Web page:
Why is that millions post on social media daily and most all of these posts disappear into oblivion… yet a speech like Martin Luther King’s ‘I Have A Dream’ stands the test of time decades after his words were first uttered?
Here, I salute this inspirational world leader by sharing what we can learn from his speech that will enable you to influence your tribe in your next presentation, Facebook Live video or media interview.
Stand For Something Bold and Audacious
Dr. King was -and is- an inspiration to all because he stood for something that we can all relate to in some shape or form, and therefore can all rally around: justice. What are you taking a stand for in your life? How are you speaking up about it and enrolling others into your bold vision of what the future could be like? Many leaders today fail to move people to action because their vision doesn’t inspire. You could deliver your message with more impact by setting dreams and goals that seem a tad outlandish and insurmountable to your followers. Of course, it has to be something that when accomplished will change their world for the better. People want to be believe in a better world. They love to believe in a better world. As a leader, when you share your vision of the future, others are much more likely to get behind you and your cause.
Mind Your Language
Dr. King made creative use of literary techniques to engage and enthrall his audiences. Here are a few:
Rhyme– e.g. “Five score years ago, a great American, in whose symbolic shadow we stand today, signed the Emancipation Proclamation.” (these are my underscores). The use of multiple s’s in this head rhyme makes the sentence easy on the ear.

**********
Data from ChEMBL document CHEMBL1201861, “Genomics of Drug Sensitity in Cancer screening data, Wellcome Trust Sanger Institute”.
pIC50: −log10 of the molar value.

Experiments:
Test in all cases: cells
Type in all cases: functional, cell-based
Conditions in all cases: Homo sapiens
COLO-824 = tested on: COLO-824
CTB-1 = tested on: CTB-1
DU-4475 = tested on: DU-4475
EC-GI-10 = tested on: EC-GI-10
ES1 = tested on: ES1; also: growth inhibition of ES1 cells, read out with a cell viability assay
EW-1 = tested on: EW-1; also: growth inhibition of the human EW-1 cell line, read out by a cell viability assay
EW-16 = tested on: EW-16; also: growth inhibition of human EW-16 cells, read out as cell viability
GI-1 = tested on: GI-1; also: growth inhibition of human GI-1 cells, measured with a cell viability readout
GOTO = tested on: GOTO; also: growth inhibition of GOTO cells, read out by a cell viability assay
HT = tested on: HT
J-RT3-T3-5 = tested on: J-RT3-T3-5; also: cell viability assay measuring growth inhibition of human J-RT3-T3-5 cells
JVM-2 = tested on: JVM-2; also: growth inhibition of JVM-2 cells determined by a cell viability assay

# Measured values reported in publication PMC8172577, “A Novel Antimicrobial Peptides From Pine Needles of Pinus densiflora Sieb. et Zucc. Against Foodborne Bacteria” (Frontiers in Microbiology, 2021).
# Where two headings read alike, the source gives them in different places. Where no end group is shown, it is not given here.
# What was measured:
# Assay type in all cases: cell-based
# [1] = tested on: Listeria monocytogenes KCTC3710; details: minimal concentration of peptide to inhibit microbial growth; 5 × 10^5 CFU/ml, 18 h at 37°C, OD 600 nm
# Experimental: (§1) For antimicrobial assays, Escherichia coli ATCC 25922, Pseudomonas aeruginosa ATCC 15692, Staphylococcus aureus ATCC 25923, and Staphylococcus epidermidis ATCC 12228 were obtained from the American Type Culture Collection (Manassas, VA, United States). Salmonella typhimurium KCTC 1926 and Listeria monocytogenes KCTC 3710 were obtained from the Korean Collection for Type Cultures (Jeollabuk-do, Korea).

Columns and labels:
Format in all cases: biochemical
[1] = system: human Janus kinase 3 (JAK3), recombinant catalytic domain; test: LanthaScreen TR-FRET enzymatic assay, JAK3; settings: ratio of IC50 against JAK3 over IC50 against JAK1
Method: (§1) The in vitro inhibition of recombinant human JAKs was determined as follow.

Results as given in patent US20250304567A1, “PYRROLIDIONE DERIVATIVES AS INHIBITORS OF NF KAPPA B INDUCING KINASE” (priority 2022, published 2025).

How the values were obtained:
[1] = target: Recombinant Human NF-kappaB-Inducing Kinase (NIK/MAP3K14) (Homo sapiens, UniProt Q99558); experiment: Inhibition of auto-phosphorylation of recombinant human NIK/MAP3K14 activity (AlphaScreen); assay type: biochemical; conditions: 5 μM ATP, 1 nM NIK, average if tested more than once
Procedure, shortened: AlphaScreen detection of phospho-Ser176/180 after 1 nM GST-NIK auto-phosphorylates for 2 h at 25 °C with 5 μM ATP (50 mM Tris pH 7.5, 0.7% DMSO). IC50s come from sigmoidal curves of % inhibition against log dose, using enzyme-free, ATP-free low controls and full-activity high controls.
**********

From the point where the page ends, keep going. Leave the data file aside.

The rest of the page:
“Play with this practice and perfect your own language patter!” (See what I did there? 😉
This is my example of a head rhyme!
Repetition– the words freedom, nation, dream, and injustice are peppered throughout the speech, anchoring his message repeatedly in the listener’s mind. What key words can you punctuate in your speeches to drive home your main message?
Rhythm – “we will be able to work together, to pray together, to struggle together, to go to jail together, to stand up for freedom together…” The rhythm Dr. King uses allows him to build up to a crescendo vocally, and increase the impact. You can bring rhythm to your speeches by varying your tonality, pitch, and adding pauses and strategic crescendos when you speak. Let your words ‘sing’ and enable your listeners to intuitively feel what elements to focus their attention on.
Use Metaphors To Make The Complex Simple
Choose phrases and metaphors that resonate deeply with your audience. Paint a picture of your future reality and help people see the potential that lies within to help accomplish it.
For instance, most of us would agree we are entering a time in which we can no longer predict what jobs are going to be available in 10, or even 5, years from now. For this reason, I believe, rediscovering our boxed-up creativity through gamulationsin education and in the workforce will be key to up-skilling, driving innovation, and problem-solving. I use the metaphor of bringing the sandbox into the boardroom to paint a picture of what this would look like for businesses. You can immediately visualize what that looks like so it easily makes an unfamiliar concept familiar.
Some examples of metaphors Dr. King used in his speech are:
- “The quicksands of racial injustice”
- “the solid rock of brotherhood”
- and one of my favorites: “We have come…to cash a check” to make the point that they are coming to get what they are owed by the US government.
What metaphors can you use to make your complex idea simple to understand for your audience?
The way you communicate to your followers can make or break your career. Martin Luther King, Steve Jobs, and John F Kennedy are just a few examples of leaders that delivered speeches that changed the world. What lesson from Martin Luther King Jr will you use in your next live speech or recorded video to inspire your followers to take bold action?
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Originally published at www.leenapatellive.com